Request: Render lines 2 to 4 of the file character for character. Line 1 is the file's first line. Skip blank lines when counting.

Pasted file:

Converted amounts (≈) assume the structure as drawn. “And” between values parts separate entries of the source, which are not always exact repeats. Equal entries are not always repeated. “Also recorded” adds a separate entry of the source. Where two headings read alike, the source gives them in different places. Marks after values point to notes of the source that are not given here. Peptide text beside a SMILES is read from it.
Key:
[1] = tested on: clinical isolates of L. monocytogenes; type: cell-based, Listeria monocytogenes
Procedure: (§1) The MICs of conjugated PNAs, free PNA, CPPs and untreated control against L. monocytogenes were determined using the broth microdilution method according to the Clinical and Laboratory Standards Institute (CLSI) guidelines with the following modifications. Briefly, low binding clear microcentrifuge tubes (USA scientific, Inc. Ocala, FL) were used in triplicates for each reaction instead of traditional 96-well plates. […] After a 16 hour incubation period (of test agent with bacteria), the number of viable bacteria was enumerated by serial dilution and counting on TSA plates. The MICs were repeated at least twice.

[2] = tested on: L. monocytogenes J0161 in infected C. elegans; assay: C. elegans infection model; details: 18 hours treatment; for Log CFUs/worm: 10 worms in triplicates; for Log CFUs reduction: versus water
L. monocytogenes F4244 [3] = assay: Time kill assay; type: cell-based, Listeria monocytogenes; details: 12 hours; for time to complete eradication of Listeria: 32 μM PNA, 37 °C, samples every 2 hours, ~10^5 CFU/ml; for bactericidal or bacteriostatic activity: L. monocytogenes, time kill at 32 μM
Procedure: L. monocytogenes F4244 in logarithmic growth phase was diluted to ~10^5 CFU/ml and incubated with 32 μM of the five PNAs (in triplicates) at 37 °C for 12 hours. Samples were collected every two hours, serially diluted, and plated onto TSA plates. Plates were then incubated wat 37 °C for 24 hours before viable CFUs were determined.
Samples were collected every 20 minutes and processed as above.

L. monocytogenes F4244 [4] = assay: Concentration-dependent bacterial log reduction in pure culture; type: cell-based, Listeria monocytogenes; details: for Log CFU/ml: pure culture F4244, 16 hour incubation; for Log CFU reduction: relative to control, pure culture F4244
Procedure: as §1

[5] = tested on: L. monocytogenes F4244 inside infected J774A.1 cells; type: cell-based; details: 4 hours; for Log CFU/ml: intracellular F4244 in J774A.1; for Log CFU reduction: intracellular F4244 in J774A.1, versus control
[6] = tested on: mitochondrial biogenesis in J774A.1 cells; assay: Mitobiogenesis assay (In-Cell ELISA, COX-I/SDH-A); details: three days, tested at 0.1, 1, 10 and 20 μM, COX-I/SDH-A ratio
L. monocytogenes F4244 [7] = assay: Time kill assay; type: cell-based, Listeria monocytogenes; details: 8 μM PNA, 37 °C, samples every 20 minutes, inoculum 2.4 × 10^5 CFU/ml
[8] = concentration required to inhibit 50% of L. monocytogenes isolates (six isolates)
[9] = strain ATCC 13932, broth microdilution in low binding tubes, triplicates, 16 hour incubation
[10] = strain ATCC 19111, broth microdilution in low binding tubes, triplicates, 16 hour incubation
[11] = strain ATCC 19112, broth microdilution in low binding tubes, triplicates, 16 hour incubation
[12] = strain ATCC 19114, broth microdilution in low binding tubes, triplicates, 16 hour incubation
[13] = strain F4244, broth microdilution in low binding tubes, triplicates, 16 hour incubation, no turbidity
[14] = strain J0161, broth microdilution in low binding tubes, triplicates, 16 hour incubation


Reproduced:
Key:
[1] = tested on: clinical isolates of L. monocytogenes; type: cell-based, Listeria monocytogenes
Procedure: (§1) The MICs of conjugated PNAs, free PNA, CPPs and untreated control against L. monocytogenes were determined using the broth microdilution method according to the Clinical and Laboratory Standards Institute (CLSI) guidelines with the following modifications. Briefly, low binding clear microcentrifuge tubes (USA scientific, Inc. Ocala, FL) were used in triplicates for each reaction instead of traditional 96-well plates. […] After a 16 hour incubation period (of test agent with bacteria), the number of viable bacteria was enumerated by serial dilution and counting on TSA plates. The MICs were repeated at least twice.